Recall that the Cantor set is defined as the intersection where

and is obtained by removing from each closed interval that makes up its open middle third, so

,

,

etc. Each is the union of closed intervals, each of length .

Let’s prove that is the interval . (Cf. Abbott, Understanding analysis, Exercise 3.3.6.)

1.

The usual proof consists in showing inductively that for all . This is easy: Note first that

,

where

and

.

This equality is verified by induction. Using this, we can use induction again to verify that, indeed, for all .

We clearly have that . To prove the converse, for each and each , pick such that . The sequence of is bounded, so it has a convergent subsequence . The corresponding subsequence has itself a convergent subsequence . One argues that their limit values belong to , because they belong to each , since these sets are nested and closed. Finally, it follows immediately that as well.

2.

A very elegant different argument is obtained by using an alternative characterization of : Note that each can be written in base three as

where each is , , or . By induction, one easily verifies that iff it admits such an expansion with . It follows that iff it admits an expansion where no is .

Given , we have , so we can write where the ternary expansion of has only s and s (so ), and the expansion of has only s and s: If

,

we can set where unless , in which case as well, and similarly where unless , in which case as well.

We then have that , and both and are in .

This construction has the further advantage of making clear that the typical admits continuum many () representations as sum of two members of : If we can split (where the expansions of only have s and s), we can set

.

This gives us as many representations as subsets of .

3.

The related problem of describing appears to be much more complicated. See here and here.

The only reference I know for precisely these matters is the handbook chapter MR2768702. Koellner, Peter; Woodin, W. Hugh. Large cardinals from determinacy. In Handbook of set theory. Vols. 1, 2, 3, 1951–2119, Springer, Dordrecht, 2010. (Particularly, section 7.) For closely related topics, see also the work of Yong Cheng (and of Cheng and Schindler) on Harr […]

As other answers point out, yes, one needs choice. The popular/natural examples of models of ZF+DC where all sets of reals are measurable are models of determinacy, and Solovay's model. They are related in deep ways, actually, through large cardinals. (Under enough large cardinals, $L({\mathbb R})$ of $V$ is a model of determinacy and (something stronge […]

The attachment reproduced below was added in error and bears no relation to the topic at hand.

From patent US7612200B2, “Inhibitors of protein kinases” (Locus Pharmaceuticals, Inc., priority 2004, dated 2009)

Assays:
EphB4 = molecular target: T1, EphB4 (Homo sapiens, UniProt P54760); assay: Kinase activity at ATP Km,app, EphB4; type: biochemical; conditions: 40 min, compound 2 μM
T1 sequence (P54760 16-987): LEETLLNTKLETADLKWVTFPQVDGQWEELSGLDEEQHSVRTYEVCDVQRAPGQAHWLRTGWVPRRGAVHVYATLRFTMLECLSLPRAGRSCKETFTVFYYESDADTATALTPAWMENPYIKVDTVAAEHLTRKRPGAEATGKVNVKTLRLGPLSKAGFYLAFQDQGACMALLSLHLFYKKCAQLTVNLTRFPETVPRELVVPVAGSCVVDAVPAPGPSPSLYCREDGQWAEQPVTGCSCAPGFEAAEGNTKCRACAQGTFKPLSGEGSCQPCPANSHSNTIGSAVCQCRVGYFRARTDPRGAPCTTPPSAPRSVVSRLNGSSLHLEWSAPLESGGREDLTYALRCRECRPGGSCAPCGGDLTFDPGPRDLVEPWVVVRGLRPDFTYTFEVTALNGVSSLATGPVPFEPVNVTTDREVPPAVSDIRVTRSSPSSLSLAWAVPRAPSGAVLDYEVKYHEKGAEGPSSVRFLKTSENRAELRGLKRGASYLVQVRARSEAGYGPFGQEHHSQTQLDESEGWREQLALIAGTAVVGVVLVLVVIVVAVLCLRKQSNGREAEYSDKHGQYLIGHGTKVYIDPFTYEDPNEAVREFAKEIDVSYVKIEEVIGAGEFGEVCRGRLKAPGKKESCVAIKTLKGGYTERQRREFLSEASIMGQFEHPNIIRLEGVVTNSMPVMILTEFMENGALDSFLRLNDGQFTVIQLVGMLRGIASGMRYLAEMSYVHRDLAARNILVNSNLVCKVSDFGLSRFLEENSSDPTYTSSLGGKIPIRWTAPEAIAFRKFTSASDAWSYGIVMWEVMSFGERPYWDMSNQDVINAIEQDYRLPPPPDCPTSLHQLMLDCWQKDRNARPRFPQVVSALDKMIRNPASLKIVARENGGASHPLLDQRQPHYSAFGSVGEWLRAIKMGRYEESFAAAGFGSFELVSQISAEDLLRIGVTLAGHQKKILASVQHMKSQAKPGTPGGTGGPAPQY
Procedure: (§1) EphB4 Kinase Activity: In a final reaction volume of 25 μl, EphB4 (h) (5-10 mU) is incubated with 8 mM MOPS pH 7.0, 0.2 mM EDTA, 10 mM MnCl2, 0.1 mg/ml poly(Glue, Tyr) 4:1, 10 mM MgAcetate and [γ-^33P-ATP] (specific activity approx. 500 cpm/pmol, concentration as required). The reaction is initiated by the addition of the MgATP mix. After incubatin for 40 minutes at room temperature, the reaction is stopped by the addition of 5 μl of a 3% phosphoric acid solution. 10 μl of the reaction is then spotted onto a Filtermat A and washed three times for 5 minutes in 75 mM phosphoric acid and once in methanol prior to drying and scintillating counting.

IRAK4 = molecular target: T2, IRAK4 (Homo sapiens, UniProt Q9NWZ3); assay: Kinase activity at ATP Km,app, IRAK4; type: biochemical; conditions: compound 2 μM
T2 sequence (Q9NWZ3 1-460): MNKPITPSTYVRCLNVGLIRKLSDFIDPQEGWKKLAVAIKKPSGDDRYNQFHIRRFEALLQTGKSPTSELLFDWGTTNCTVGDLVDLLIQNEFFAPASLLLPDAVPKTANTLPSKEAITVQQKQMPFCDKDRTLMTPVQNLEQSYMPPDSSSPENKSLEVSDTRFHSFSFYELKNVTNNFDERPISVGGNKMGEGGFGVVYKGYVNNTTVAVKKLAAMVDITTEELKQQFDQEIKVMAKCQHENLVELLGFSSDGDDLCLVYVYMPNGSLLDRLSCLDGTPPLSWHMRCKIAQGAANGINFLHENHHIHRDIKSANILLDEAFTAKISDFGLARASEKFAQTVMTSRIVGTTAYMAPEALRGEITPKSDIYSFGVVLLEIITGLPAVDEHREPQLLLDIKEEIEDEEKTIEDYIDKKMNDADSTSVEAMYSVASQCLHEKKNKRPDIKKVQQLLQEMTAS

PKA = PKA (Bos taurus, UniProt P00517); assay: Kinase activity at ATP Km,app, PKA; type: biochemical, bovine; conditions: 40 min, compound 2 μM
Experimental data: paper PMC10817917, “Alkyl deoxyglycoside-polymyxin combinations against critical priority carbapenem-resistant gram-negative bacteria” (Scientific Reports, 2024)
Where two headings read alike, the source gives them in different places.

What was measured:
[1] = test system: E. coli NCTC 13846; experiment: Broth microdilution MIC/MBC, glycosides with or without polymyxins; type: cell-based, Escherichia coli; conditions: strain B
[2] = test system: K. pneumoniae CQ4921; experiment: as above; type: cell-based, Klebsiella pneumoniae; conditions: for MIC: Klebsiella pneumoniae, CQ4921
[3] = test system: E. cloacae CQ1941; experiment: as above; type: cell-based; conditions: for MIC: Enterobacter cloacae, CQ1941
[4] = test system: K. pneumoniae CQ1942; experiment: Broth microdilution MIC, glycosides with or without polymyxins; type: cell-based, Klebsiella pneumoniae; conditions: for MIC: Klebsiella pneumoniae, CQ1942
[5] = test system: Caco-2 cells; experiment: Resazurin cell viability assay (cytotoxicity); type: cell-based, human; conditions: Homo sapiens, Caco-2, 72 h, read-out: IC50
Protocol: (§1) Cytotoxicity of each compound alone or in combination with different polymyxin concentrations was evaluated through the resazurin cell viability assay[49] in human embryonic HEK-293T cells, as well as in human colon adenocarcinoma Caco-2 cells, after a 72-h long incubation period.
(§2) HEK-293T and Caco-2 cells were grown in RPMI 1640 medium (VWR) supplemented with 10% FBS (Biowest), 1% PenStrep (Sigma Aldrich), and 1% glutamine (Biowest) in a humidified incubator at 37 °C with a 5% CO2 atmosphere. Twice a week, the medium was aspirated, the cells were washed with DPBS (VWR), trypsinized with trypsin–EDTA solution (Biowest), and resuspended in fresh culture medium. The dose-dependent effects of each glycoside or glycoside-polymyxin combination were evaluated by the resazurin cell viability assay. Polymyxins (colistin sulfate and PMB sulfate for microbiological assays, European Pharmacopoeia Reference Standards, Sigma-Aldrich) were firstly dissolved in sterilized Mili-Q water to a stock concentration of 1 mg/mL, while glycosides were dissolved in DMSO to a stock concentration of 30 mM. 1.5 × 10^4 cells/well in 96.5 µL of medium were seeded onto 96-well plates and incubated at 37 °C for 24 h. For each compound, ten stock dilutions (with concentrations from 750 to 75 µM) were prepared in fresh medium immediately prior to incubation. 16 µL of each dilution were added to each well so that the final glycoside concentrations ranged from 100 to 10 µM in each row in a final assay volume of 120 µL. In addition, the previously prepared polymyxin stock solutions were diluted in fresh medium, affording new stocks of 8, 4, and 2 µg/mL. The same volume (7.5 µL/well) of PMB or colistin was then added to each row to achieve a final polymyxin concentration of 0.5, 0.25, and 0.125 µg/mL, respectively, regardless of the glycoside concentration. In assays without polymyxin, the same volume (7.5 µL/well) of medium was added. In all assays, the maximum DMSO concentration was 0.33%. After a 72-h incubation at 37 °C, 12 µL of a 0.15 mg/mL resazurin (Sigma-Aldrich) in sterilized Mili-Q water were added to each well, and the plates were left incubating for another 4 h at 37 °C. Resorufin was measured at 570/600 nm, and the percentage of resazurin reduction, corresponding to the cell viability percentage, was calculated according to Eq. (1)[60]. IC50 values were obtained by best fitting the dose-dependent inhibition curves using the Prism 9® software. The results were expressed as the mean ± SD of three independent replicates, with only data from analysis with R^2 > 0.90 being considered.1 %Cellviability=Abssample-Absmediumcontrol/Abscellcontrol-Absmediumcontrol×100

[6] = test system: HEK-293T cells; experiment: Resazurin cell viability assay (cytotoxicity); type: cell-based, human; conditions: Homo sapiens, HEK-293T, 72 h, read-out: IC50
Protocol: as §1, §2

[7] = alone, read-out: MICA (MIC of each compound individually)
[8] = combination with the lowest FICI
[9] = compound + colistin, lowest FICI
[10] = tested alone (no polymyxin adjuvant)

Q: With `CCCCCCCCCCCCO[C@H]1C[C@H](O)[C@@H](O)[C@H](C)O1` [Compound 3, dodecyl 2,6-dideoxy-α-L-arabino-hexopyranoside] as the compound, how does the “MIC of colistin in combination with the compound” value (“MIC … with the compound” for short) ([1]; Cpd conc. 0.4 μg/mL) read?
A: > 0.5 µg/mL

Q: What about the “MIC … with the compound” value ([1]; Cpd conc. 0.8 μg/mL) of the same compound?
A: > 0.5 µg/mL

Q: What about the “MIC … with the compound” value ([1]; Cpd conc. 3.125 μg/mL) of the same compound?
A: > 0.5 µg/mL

Throughout the question, we only consider primes of the form $3k+1$. A reference for cubic reciprocity is Ireland & Rosen's A Classical Introduction to Modern Number Theory. How can I count the relative density of those $p$ (of the form $3k+1$) such that the equation $2=3x^3$ has no solutions modulo $p$? Really, even pointers on how to say anything […]

(1) Patrick Dehornoy gave a nice talk at the Séminaire Bourbaki explaining Hugh Woodin's approach. It omits many technical details, so you may want to look at it before looking again at the Notices papers. I think looking at those slides and then at the Notices articles gives a reasonable picture of what the approach is and what kind of problems remain […]

It is not possible to provide an explicit expression for a non-linear solution. The reason is that (it is a folklore result that) an additive $f:{\mathbb R}\to{\mathbb R}$ is linear iff it is measurable. (This result can be found in a variety of places, it is a standard exercise in measure theory books. As of this writing, there is a short proof here (Intern […]

The usual definition of a series of nonnegative terms is as the supremum of the sums over finite subsets of the index set, $$\sum_{i\in I} x_i=\sup\biggl\{\sum_{j\in J}x_j:J\subseteq I\mbox{ is finite}\biggr\}.$$ (Note this definition does not quite work in general for series of positive and negative terms.) The point then is that is $a< x

The result was proved by Kenneth J. Falconer. The reference is MR0629593 (82m:05031). Falconer, K. J. The realization of distances in measurable subsets covering $R^n$. J. Combin. Theory Ser. A 31 (1981), no. 2, 184–189. The argument is relatively simple, you need a decent understanding of the Lebesgue density theorem, and some basic properties of Lebesgue m […]

Yes, there is an $\aleph_2$ and an $\aleph_3$, and there are alephs beyond all the $\aleph_n$. A suitable version of Cantor's diagonal proof is perfectly general and shows that, for any set $X$, $|X|

Given a class $S$, to say that it can be proper means that it is consistent (with the axioms under consideration) that $S$ is a proper class, that is, there is a model $M$ of these axioms such that the interpretation $S^M$ of $S$ in $M$ is a proper class in the sense of $M$. It does not mean that $S$ is always a proper class. In fact, it could also be consis […]

As the other answers point out, the question is imprecise because of its use of the undefined notion of "the standard model" of set theory. Indeed, if I were to encounter this phrase, I would think of two possible interpretations: The author actually meant "the minimal standard model of set theory", that is, $L_\Omega$ where $\Omega$ is e […]

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